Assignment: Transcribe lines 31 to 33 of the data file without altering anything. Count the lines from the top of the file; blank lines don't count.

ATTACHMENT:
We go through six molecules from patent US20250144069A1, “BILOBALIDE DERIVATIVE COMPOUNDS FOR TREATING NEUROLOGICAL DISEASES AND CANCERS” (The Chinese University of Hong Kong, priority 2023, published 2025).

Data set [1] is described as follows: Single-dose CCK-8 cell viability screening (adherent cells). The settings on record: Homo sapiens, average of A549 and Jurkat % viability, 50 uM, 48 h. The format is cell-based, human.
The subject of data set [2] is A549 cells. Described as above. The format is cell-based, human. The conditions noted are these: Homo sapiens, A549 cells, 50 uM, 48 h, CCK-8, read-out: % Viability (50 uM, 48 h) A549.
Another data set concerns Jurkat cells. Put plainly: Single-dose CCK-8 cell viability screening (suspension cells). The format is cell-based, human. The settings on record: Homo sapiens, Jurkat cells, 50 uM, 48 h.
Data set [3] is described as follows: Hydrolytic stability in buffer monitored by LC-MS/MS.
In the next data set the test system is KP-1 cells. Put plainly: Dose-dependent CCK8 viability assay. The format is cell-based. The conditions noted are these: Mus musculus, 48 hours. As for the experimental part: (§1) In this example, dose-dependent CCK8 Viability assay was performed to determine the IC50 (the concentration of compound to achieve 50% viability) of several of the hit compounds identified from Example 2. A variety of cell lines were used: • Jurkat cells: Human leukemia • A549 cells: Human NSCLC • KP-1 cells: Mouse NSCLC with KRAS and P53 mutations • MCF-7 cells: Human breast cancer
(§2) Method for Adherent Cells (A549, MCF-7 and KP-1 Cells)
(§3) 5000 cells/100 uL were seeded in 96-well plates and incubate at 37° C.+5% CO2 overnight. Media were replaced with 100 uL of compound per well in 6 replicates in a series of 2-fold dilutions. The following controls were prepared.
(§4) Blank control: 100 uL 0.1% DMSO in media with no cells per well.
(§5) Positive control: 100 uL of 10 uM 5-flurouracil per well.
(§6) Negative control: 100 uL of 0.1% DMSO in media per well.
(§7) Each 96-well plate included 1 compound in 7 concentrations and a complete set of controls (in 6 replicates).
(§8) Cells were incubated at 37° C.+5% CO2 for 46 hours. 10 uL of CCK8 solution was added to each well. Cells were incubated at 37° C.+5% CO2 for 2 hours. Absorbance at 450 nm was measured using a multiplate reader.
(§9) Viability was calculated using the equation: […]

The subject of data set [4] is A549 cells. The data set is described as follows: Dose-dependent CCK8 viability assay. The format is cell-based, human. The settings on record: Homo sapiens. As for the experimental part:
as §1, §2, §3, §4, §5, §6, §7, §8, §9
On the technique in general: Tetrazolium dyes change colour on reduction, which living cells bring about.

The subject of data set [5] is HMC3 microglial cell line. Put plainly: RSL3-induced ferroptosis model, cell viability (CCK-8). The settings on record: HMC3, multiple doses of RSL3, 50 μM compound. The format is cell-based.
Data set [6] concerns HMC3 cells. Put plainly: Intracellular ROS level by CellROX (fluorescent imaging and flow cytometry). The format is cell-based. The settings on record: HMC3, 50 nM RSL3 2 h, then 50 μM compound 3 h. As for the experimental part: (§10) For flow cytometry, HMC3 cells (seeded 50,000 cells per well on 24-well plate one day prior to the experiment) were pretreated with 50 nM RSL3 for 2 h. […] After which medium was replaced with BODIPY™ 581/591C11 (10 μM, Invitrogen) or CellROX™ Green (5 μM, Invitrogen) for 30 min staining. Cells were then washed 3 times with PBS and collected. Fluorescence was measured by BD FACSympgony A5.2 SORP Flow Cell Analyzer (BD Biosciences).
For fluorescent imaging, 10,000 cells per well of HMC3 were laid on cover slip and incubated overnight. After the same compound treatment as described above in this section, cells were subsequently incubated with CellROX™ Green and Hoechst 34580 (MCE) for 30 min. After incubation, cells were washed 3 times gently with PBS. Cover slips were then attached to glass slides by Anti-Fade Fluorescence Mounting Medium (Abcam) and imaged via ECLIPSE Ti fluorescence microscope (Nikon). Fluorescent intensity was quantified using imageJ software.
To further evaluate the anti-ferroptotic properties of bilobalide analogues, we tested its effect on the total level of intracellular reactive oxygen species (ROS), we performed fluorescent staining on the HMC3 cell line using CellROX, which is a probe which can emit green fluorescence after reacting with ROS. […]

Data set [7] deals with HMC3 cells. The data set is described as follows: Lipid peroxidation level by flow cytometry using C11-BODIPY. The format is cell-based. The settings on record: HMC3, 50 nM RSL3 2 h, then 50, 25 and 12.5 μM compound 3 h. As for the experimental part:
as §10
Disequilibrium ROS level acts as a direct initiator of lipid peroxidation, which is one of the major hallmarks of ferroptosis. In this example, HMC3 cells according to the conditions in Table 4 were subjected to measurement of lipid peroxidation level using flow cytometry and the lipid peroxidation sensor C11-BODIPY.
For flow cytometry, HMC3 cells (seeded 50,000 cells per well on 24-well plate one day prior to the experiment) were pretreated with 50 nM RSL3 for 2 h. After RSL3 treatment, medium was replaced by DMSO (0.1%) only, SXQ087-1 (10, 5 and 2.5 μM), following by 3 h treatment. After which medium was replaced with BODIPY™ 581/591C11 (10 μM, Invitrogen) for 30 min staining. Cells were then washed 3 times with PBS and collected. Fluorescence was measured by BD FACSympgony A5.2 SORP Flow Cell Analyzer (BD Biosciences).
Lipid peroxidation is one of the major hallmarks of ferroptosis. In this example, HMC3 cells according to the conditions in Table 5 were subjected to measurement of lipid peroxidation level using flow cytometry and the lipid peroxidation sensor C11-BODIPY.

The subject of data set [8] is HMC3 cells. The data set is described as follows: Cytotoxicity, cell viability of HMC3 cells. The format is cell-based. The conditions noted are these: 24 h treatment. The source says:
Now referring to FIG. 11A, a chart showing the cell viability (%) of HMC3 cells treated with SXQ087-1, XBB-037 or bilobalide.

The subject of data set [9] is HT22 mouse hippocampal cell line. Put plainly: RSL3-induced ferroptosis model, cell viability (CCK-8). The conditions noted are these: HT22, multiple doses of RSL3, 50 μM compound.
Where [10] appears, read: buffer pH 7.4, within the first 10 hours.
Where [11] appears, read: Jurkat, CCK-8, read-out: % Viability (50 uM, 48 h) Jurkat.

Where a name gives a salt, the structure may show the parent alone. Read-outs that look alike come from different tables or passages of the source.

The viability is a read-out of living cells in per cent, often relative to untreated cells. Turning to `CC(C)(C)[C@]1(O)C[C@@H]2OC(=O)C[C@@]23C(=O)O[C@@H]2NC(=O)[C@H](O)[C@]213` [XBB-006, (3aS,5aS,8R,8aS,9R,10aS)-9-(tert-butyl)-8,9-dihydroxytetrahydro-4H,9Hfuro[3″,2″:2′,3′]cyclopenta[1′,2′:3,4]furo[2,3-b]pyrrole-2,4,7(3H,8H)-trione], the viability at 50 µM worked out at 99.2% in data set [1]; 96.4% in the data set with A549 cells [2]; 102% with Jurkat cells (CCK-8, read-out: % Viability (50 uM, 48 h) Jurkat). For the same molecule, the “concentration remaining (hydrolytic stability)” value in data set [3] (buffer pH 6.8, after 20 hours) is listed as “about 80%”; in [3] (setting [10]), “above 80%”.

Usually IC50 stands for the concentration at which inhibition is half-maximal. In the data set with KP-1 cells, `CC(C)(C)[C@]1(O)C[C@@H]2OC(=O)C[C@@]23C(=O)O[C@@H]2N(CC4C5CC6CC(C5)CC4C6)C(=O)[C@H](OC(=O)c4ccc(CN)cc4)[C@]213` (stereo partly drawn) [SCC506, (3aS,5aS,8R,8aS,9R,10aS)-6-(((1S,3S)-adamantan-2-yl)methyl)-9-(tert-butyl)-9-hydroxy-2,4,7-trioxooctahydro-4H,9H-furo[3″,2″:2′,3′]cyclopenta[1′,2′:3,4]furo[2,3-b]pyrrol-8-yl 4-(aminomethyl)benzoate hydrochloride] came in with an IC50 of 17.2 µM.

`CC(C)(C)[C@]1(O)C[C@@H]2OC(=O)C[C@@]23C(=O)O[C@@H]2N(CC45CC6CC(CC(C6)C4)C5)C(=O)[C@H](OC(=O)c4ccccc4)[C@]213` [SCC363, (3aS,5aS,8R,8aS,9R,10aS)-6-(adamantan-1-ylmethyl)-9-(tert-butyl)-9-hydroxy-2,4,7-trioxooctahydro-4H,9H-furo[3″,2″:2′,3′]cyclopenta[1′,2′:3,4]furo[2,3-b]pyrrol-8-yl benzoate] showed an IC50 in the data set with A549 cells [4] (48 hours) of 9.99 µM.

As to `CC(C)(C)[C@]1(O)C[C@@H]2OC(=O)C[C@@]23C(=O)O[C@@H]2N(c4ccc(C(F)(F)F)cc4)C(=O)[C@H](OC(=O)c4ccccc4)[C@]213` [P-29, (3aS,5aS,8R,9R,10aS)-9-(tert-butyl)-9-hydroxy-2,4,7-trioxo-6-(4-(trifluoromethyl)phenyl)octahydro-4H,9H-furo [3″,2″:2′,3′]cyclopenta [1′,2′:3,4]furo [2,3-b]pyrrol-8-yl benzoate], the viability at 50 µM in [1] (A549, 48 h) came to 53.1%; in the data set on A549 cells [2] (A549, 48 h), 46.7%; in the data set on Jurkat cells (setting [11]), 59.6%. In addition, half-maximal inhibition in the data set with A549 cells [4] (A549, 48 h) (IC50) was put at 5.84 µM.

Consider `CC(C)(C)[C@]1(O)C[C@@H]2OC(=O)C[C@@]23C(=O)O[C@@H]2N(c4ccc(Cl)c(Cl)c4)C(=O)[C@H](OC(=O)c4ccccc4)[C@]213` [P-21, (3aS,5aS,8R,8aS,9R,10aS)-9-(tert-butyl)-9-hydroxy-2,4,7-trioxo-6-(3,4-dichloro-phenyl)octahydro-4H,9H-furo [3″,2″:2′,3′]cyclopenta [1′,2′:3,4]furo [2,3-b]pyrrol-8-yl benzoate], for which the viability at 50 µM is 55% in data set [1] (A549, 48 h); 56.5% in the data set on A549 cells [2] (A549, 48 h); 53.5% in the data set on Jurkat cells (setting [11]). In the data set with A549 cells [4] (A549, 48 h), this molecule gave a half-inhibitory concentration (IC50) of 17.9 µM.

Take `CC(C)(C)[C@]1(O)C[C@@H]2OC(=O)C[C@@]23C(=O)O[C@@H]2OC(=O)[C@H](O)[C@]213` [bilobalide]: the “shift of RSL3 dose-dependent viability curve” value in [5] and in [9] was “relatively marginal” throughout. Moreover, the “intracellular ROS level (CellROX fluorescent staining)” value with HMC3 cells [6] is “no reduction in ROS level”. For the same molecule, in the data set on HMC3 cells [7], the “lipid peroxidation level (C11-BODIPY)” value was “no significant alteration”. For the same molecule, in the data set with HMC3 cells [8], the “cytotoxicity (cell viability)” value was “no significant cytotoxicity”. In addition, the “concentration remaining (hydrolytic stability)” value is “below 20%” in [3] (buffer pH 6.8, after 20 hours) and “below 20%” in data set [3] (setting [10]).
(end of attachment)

Where [11] appears, read: Jurkat, CCK-8, read-out: % Viability (50 uM, 48 h) Jurkat.

Where a name gives a salt, the structure may show the parent alone. Read-outs that look alike come from different tables or passages of the source.

The viability is a read-out of living cells in per cent, often relative to untreated cells. Turning to `CC(C)(C)[C@]1(O)C[C@@H]2OC(=O)C[C@@]23C(=O)O[C@@H]2NC(=O)[C@H](O)[C@]213` [XBB-006, (3aS,5aS,8R,8aS,9R,10aS)-9-(tert-butyl)-8,9-dihydroxytetrahydro-4H,9Hfuro[3″,2″:2′,3′]cyclopenta[1′,2′:3,4]furo[2,3-b]pyrrole-2,4,7(3H,8H)-trione], the viability at 50 µM worked out at 99.2% in data set [1]; 96.4% in the data set with A549 cells [2]; 102% with Jurkat cells (CCK-8, read-out: % Viability (50 uM, 48 h) Jurkat). For the same molecule, the “concentration remaining (hydrolytic stability)” value in data set [3] (buffer pH 6.8, after 20 hours) is listed as “about 80%”; in [3] (setting [10]), “above 80%”.